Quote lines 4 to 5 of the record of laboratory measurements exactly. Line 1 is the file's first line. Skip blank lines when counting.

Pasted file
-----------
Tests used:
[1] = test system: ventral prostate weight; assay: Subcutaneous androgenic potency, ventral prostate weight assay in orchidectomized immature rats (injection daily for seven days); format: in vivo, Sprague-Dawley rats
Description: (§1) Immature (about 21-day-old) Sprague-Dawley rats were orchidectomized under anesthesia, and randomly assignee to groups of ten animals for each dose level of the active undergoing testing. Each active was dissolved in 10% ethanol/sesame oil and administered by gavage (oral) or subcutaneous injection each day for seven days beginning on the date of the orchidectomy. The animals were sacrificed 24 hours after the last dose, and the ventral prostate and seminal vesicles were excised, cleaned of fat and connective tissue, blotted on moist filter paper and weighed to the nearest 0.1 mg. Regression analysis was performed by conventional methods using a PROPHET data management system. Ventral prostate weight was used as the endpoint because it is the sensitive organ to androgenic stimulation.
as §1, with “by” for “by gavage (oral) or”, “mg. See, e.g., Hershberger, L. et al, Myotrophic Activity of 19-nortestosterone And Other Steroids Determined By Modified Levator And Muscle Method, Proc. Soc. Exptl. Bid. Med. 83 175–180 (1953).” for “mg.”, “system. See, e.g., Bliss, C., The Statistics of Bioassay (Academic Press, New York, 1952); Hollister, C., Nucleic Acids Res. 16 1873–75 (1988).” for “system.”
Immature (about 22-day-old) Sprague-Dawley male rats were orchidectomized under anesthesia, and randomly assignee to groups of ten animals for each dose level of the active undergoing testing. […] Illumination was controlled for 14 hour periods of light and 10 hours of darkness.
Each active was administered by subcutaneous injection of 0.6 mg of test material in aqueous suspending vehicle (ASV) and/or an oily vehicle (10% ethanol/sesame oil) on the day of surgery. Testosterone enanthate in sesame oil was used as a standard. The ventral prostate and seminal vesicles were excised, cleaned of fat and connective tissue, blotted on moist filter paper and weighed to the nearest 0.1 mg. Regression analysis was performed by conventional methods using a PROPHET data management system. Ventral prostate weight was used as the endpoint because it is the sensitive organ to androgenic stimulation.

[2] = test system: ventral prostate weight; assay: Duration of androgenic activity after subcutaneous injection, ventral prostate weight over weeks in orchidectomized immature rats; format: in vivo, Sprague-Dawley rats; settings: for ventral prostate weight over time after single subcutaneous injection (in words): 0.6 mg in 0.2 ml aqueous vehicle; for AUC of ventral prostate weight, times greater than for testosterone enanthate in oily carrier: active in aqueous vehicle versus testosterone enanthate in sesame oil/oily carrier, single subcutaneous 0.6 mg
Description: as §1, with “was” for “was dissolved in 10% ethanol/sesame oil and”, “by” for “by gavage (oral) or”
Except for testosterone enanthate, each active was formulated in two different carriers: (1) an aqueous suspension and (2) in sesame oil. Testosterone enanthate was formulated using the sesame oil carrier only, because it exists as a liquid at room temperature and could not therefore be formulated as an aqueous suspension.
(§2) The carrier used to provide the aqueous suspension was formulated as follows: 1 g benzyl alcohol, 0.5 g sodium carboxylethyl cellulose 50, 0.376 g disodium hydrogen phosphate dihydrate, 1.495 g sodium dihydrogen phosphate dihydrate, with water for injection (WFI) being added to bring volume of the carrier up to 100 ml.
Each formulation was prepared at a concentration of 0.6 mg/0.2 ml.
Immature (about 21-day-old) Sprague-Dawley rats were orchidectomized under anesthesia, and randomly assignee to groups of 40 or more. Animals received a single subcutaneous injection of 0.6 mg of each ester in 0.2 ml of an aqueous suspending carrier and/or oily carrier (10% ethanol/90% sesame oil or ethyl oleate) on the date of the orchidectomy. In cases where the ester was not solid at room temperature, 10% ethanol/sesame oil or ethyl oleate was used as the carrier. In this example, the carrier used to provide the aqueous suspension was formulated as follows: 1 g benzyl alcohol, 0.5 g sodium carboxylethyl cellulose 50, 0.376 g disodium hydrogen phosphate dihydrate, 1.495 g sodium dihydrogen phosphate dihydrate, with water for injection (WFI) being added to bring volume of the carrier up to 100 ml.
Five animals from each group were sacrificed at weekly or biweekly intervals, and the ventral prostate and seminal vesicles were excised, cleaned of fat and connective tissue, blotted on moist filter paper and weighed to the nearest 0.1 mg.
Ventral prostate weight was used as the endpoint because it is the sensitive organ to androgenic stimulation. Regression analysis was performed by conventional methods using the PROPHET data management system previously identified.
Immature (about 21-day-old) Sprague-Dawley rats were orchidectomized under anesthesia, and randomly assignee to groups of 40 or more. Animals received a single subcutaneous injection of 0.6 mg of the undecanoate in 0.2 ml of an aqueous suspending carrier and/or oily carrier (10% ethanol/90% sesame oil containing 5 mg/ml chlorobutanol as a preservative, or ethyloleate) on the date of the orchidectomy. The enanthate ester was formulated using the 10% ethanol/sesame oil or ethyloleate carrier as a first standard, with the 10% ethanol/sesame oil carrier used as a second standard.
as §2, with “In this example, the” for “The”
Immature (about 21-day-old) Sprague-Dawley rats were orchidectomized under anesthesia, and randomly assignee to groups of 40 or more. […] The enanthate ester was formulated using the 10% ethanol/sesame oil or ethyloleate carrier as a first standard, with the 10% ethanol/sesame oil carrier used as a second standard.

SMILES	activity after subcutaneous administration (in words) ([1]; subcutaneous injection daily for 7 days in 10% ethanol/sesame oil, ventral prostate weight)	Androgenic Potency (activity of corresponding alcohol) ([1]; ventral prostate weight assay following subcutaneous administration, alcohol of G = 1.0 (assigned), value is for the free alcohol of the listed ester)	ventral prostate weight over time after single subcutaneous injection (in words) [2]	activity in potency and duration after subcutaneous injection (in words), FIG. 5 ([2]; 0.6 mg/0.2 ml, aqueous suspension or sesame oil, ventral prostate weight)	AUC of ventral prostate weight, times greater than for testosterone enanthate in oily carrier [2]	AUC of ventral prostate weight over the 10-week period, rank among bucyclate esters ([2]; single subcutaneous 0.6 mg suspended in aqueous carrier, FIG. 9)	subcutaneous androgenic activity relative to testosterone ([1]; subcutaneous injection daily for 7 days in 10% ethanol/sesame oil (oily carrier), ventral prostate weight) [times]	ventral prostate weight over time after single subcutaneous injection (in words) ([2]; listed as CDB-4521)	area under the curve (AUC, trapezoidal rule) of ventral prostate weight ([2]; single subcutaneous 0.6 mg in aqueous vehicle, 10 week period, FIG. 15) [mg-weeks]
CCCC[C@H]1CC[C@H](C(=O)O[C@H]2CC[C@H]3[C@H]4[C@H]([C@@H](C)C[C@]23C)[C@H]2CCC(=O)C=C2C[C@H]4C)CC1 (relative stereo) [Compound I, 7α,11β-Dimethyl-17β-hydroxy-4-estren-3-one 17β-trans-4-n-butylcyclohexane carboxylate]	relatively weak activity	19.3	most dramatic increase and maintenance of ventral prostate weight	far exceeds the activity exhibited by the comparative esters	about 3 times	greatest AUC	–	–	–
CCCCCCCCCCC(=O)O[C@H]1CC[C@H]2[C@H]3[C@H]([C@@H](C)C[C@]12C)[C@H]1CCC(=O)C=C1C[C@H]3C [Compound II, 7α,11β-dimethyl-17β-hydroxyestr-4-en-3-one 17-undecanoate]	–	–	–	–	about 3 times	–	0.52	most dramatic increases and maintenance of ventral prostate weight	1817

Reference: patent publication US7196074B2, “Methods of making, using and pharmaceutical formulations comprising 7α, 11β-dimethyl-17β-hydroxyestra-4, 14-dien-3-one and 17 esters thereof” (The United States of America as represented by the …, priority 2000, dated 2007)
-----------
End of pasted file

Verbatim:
as §1, with “by” for “by gavage (oral) or”, “mg. See, e.g., Hershberger, L. et al, Myotrophic Activity of 19-nortestosterone And Other Steroids Determined By Modified Levator And Muscle Method, Proc. Soc. Exptl. Bid. Med. 83 175–180 (1953).” for “mg.”, “system. See, e.g., Bliss, C., The Statistics of Bioassay (Academic Press, New York, 1952); Hollister, C., Nucleic Acids Res. 16 1873–75 (1988).” for “system.”
Immature (about 22-day-old) Sprague-Dawley male rats were orchidectomized under anesthesia, and randomly assignee to groups of ten animals for each dose level of the active undergoing testing. […] Illumination was controlled for 14 hour periods of light and 10 hours of darkness.